IN HIS WORK life at St David’s CBS in Artane, Daniel St Ledger encounters another side of Gaelic football.
St Ledger has been soldiering with Carlow footballers for 11 seasons now has been teaching in the classrooms of the North Dublin school since August 2016.
Amongst his staff colleagues is Stephen Cluxton – the multiple All-Ireland winner, the captain most acquainted with lifting Sam Maguire of late and the model of goalkeeping excellence.
The pair inhabit different places in the Leinster football hierarchy but the Dublin leader is never pressed and probed for information by his Carlow compatriot.
“I don’t think either of us want to be wasting our hours off talking about football. It definitely surrounds my life a lot and I’m sure it’s the same with him.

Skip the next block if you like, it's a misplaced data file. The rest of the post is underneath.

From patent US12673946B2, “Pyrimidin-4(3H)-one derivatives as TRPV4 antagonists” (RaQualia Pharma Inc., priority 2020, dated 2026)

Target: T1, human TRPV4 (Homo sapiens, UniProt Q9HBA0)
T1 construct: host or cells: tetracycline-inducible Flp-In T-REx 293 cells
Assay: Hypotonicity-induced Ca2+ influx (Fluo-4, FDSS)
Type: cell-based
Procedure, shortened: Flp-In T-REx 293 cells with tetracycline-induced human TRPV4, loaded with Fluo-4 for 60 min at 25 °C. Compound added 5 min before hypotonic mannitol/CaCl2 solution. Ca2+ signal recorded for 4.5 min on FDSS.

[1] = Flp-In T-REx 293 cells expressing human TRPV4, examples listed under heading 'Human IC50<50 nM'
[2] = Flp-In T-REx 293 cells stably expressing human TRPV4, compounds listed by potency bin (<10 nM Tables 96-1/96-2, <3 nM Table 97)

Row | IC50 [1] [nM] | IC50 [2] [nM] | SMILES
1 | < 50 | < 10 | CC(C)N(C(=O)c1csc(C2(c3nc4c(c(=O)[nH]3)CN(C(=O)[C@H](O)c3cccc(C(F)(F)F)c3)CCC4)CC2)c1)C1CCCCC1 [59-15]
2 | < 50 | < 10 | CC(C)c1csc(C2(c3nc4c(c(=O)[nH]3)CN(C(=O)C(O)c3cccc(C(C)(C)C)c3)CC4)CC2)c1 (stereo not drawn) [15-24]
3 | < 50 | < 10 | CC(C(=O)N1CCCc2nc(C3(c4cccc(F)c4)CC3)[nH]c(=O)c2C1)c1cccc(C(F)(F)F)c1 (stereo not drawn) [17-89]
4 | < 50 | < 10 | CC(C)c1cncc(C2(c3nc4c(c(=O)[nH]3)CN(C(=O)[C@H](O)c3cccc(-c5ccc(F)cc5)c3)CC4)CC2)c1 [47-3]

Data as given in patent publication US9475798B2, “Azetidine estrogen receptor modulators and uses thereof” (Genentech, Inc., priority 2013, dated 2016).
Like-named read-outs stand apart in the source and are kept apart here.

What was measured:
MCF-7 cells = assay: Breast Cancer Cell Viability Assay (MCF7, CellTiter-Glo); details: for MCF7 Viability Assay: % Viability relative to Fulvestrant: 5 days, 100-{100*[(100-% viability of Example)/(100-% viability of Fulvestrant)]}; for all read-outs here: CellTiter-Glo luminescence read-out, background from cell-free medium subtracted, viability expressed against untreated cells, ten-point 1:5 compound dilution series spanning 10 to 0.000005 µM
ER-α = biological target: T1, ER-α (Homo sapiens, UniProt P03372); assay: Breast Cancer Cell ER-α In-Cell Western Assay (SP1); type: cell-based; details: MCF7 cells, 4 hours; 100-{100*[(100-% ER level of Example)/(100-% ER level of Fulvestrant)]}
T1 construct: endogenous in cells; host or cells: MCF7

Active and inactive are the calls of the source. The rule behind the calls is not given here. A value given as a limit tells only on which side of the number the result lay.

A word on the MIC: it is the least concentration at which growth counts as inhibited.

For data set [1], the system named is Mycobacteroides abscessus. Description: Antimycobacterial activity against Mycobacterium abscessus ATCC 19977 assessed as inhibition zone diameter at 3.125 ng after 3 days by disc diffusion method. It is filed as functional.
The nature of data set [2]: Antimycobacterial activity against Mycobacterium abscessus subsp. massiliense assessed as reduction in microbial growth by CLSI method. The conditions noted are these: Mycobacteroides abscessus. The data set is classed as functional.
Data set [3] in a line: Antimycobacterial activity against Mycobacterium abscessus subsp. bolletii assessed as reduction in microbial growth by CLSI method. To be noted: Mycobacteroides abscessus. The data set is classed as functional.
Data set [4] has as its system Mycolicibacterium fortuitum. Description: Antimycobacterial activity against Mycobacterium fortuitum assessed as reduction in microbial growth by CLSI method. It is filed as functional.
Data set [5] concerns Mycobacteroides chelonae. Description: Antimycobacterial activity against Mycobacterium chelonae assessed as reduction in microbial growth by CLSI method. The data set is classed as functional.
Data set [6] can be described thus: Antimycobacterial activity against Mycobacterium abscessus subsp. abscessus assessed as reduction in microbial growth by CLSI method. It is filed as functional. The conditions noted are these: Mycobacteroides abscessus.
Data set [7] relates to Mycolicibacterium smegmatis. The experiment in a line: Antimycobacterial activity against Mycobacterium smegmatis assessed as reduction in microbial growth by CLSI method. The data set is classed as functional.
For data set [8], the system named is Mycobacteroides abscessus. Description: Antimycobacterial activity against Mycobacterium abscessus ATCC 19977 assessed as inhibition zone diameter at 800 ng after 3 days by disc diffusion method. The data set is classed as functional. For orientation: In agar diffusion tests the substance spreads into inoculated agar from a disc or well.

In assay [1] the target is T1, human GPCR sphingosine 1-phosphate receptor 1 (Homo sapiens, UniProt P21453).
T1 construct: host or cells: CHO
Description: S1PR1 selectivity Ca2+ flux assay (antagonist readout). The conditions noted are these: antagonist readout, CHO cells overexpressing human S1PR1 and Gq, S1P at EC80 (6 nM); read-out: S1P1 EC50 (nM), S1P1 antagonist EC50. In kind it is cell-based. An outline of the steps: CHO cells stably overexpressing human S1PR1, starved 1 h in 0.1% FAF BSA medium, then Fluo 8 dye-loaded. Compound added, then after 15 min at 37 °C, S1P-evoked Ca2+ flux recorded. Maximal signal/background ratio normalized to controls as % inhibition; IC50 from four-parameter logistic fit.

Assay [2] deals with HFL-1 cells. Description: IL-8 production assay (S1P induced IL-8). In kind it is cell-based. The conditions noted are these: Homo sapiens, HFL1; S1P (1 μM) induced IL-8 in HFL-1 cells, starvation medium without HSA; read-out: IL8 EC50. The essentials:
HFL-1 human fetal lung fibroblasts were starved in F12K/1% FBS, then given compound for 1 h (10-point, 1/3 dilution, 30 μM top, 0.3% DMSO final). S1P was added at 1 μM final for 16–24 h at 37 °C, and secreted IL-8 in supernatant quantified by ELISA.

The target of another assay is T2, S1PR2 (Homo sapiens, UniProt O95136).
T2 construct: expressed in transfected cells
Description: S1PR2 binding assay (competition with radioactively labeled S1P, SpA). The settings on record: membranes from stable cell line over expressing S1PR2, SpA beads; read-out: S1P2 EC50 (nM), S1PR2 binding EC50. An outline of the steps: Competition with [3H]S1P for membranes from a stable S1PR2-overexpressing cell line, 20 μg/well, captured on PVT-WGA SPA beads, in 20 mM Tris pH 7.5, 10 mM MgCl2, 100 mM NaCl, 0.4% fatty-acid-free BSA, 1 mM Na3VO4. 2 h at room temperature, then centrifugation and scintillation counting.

“But you can see the personality coming through in other aspects, whether it’s with school or he does a bit of badminton here in the school and he takes that as seriously as he does the football.
“He’s a good personality to be around and you can see he has that drive inside him. If most other footballers had that same level of enthusiasm, they’d be in a better place.”
The summer of 2017 saw their championship journeys intersect in early June. Carlow bounced on from a fine success over Wexford to pit themselves against the pace and power of Dublin.
Carlow provided the charm and novelty entering that Leinster quarter-final. A towering display by Sean Murphy helped them only trail by three points at the break and even if a 12-point defeat was the ultimate outcome, they won plenty admirers for their display.